Though Rockaway Park is my favorite beach in the city, I go out to Coney Island far more during the course of the summer. It is easier to get to by transportation (present work on the Stillwell station and some shuttle bus activity notwithstanding), take the W train this summer. I don’t care what anyone says: I love Coney Island and I love the beach there. Perhaps it’s because I was brought up in Chicago, where summer at the beach means loud, noisy families running and splashing all about. You can buy a beer, water, fruit, cotton candy, Mayan bracelets, CDs—everything is sold right there on the beach. There is life teeming at Coney Island. Take a swim in the ocean and you feel alive, come back and lie on your blanket and life breathes all around you. At least the kind of life that means anything at all to me.
Joke: How do you know when you’ve crossed the invisible line that separates Coney Island Beach from Brighton Beach? On Coney there are a score of little kids running around in their underwear. When you’ve made it to Brighton Beach there are scores of old Russian men running around in their underwear. Brighton Beach and Coney Island are actually the same beach but if you walk farther and farther northeast along Coney the beach becomes Brighton. On the boardwalk you find that the beach restaurants are filled with Russians and Slavic cuisine. It’s really nice to take the train out to the Brighton Beach neighborhood. The Russian community there has some of the best bakeries, fruit stands, and fish places in the city. It’s all really cheap and very fresh. If the overwhelming crowds on the beach at Coney Island bother you, or the occasional plastic bag floating in the water gets your goat, you might want to try Brighton, a much more tranquil experience. When you get to the end of Brighton Beach there is also a small beach hidden on the other side of the rocks where some lay to get away from people. There are a lot of solo beachgoers here. The swimming is really nice because the surrounding rocks calm the waves. I know people who only go to this small, unnamed beach.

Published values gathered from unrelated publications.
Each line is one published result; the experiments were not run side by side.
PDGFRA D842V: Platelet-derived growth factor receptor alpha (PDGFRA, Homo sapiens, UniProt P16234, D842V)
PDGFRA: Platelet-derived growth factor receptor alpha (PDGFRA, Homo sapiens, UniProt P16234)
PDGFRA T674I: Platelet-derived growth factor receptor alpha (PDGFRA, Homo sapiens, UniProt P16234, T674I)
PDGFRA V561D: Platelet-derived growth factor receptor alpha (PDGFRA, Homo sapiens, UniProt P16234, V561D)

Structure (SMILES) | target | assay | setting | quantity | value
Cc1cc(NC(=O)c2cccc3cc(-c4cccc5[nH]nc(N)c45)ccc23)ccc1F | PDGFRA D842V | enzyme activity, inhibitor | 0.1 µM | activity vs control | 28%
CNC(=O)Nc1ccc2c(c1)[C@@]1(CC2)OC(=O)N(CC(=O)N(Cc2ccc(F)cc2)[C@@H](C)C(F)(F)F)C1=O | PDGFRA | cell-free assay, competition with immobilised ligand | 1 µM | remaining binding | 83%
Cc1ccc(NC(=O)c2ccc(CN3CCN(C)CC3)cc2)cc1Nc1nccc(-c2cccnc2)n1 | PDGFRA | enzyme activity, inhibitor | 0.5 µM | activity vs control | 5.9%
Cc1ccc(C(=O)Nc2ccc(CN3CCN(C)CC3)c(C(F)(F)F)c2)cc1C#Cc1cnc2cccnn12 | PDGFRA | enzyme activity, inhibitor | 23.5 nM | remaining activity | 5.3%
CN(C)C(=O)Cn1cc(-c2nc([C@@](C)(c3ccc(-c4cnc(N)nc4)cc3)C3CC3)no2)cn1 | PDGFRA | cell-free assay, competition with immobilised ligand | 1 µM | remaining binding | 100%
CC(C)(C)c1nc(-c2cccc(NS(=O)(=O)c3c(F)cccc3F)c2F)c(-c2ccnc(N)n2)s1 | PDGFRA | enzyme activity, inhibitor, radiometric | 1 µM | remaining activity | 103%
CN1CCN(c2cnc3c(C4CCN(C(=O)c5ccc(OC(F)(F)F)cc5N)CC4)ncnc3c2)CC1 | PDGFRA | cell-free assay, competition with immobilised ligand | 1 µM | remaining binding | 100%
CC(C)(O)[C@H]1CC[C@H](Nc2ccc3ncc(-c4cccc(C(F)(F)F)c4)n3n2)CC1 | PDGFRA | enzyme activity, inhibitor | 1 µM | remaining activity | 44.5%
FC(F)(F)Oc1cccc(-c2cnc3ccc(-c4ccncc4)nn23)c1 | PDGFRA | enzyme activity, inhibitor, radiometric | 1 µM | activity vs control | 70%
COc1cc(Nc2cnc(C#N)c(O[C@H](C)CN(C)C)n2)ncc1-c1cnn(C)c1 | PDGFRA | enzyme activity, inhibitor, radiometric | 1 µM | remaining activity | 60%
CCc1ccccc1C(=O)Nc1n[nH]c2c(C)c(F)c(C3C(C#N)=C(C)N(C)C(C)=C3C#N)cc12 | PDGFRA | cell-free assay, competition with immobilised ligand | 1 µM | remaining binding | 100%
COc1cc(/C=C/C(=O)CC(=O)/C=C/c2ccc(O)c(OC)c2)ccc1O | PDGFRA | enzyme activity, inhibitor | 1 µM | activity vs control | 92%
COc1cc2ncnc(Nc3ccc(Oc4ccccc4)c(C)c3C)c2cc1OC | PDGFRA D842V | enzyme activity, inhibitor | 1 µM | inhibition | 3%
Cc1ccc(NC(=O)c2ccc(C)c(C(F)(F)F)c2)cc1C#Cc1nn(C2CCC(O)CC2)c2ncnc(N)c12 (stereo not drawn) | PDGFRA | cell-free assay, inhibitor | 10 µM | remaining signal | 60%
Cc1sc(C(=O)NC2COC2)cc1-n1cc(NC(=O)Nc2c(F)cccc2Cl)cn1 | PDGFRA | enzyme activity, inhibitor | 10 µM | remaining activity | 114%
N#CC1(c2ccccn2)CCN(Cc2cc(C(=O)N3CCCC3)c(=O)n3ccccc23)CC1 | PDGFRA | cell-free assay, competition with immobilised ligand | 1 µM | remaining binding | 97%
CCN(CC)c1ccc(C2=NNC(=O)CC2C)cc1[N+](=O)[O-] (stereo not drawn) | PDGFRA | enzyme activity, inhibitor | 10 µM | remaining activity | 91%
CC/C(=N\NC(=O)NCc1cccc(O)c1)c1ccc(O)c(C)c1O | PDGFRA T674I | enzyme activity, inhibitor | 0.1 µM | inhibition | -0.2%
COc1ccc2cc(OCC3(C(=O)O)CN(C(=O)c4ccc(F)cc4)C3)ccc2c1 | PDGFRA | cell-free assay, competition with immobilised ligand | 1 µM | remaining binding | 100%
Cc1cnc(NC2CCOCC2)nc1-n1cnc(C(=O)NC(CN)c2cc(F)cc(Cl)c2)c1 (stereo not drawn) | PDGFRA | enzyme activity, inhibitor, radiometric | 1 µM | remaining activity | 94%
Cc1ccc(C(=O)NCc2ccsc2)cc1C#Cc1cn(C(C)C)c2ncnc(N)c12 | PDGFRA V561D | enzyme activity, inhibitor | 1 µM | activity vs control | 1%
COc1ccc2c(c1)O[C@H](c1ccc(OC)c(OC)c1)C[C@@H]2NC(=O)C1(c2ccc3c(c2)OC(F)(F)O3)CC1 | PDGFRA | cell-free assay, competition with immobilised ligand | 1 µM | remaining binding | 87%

This is a difficult beach to get to using public transportation. It’s technically still a part of the Coney Island/Brighton Beach stretch of beach but much more farther out, near Sheepshead Bay. If you take the Q train out to the Sheepshead Bay stop you’re about a 25 minute or so walk from this beach. It’s completely local, and only people from the neighborhood go there. It’s actually pretty small, but quality-wise it’s similar to Brighton. It gets packed during the summer because everyone from the neighborhood frequents it. I made the mistake of going on a weekend once and it was like getting caught in the West Village during the Halloween parade. During the week it makes for a good change of pace.
The easiest of the Long Island beaches to get to, you can walk from the LIRR train. It’s a nice beach, not too crowded during the week, and "cleaner" than your average city beach. I challenge anyone to compare Long Beach to Rockaway Park in Queens any day. I haven’t spent much time inland of Long Beach but I have a few friends who love it and actually spend most of their summers out there. The beach can be busier than Jones Beach sometimes because it’s closer to Manhattan and easier for people from the city to get to. There are a lot of people who refuse to frequent NYC beaches and claim Long Beach is the first acceptable beach they’ll even consider going to.